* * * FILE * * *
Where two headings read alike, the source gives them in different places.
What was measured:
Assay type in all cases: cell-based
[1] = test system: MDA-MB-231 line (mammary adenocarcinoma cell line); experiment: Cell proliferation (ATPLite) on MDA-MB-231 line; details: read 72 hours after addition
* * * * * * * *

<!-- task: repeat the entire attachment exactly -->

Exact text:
Where two headings read alike, the source gives them in different places.
What was measured:
Assay type in all cases: cell-based
[1] = test system: MDA-MB-231 line (mammary adenocarcinoma cell line); experiment: Cell proliferation (ATPLite) on MDA-MB-231 line; details: read 72 hours after addition